When an event is too complex, there are more opportunities to miss the mark. Focus on cutting out the fat and ensuring consumers can easily tie everything back to your brand. Virtual events require more direct interaction from attendees than live ones, so simplify attendance and participation as much as possible.

Save the Large-Scale Events for Later

For brands that want to or have already planned large-scale brand activations, there are two options:

  1. transform the entire event into a digital one; or
  2. delay the event until you can conduct it safely.

Given the limitations of virtual event engagement, it might make more sense to save your event for a time when consumers can enjoy it in person.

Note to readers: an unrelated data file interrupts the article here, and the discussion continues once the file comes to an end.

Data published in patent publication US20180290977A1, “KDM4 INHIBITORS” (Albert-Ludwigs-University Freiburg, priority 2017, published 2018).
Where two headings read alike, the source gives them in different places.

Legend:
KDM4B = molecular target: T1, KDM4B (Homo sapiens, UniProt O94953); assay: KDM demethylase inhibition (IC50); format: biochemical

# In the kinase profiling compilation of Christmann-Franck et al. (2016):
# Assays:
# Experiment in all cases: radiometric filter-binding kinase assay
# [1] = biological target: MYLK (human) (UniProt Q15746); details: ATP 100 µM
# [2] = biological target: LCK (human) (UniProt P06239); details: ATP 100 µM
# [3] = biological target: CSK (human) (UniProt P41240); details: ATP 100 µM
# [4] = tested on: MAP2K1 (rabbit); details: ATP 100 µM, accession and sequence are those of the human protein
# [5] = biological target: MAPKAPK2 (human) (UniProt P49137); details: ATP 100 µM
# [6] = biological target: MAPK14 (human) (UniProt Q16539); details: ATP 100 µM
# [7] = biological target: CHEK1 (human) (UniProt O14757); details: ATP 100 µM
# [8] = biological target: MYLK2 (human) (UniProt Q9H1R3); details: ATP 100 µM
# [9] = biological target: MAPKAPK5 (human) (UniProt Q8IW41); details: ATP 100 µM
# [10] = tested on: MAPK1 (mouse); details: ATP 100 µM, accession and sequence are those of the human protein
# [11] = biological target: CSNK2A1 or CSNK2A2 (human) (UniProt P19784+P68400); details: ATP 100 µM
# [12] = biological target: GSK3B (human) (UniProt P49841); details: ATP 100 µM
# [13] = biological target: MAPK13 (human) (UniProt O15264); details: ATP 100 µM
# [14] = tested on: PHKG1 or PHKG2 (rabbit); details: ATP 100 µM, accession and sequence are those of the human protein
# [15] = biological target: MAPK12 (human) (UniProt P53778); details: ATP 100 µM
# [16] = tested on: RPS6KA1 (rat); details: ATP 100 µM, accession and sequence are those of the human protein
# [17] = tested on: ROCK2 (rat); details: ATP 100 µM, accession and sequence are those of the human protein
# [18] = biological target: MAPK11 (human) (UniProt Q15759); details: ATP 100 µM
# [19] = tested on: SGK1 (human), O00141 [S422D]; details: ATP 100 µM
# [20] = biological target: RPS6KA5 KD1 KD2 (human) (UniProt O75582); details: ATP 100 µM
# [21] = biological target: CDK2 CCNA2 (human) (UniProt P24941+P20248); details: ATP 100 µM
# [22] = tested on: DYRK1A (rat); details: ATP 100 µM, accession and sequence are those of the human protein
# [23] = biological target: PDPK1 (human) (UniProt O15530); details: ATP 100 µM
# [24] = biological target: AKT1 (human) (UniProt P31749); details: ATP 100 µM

Some live experiences don’t translate well into virtual events.

For example, indoor activities like trade shows or events that involve a lot of physical interaction with products and people won’t generate the attendance or level of engagement necessary to make them successful in a digital format.

If social distancing and safety guidelines inhibit the goal of the event, then it’s best to wait.

Focus Instead on Large Digital Audiences

Saving large live events for later doesn’t mean you have to keep every audience small.

You should seek to grow your digital audience as much as possible, creating content that appeals to the fear of missing out (FOMO) on a larger scale.

Find ways to translate the showmanship of live events into the digital space.